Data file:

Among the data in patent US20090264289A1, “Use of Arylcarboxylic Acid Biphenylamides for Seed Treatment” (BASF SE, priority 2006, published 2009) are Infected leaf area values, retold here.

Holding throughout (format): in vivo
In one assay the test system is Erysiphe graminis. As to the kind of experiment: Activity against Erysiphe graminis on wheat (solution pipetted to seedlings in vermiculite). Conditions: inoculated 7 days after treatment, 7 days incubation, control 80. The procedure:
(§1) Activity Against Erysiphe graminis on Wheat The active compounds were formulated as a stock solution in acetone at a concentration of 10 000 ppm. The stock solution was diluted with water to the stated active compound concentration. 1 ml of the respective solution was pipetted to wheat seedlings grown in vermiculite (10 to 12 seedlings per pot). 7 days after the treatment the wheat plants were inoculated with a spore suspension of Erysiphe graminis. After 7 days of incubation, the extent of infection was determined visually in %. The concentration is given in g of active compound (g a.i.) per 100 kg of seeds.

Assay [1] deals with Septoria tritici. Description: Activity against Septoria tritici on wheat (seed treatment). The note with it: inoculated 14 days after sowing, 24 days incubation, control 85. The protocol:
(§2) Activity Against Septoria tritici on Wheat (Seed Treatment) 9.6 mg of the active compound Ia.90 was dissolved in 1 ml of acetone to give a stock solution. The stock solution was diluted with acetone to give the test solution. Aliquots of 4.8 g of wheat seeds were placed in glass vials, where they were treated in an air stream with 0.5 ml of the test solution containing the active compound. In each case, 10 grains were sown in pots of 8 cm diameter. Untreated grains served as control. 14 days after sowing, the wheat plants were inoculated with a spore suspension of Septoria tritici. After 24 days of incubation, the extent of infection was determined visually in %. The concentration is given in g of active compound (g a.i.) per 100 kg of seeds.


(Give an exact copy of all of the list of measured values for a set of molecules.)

Among the data in patent US20090264289A1, “Use of Arylcarboxylic Acid Biphenylamides for Seed Treatment” (BASF SE, priority 2006, published 2009) are Infected leaf area values, retold here.

Holding throughout (format): in vivo
In one assay the test system is Erysiphe graminis. As to the kind of experiment: Activity against Erysiphe graminis on wheat (solution pipetted to seedlings in vermiculite). Conditions: inoculated 7 days after treatment, 7 days incubation, control 80. The procedure:
(§1) Activity Against Erysiphe graminis on Wheat The active compounds were formulated as a stock solution in acetone at a concentration of 10 000 ppm. The stock solution was diluted with water to the stated active compound concentration. 1 ml of the respective solution was pipetted to wheat seedlings grown in vermiculite (10 to 12 seedlings per pot). 7 days after the treatment the wheat plants were inoculated with a spore suspension of Erysiphe graminis. After 7 days of incubation, the extent of infection was determined visually in %. The concentration is given in g of active compound (g a.i.) per 100 kg of seeds.

Assay [1] deals with Septoria tritici. Description: Activity against Septoria tritici on wheat (seed treatment). The note with it: inoculated 14 days after sowing, 24 days incubation, control 85. The protocol:
(§2) Activity Against Septoria tritici on Wheat (Seed Treatment) 9.6 mg of the active compound Ia.90 was dissolved in 1 ml of acetone to give a stock solution. The stock solution was diluted with acetone to give the test solution. Aliquots of 4.8 g of wheat seeds were placed in glass vials, where they were treated in an air stream with 0.5 ml of the test solution containing the active compound. In each case, 10 grains were sown in pots of 8 cm diameter. Untreated grains served as control. 14 days after sowing, the wheat plants were inoculated with a spore suspension of Septoria tritici. After 24 days of incubation, the extent of infection was determined visually in %. The concentration is given in g of active compound (g a.i.) per 100 kg of seeds.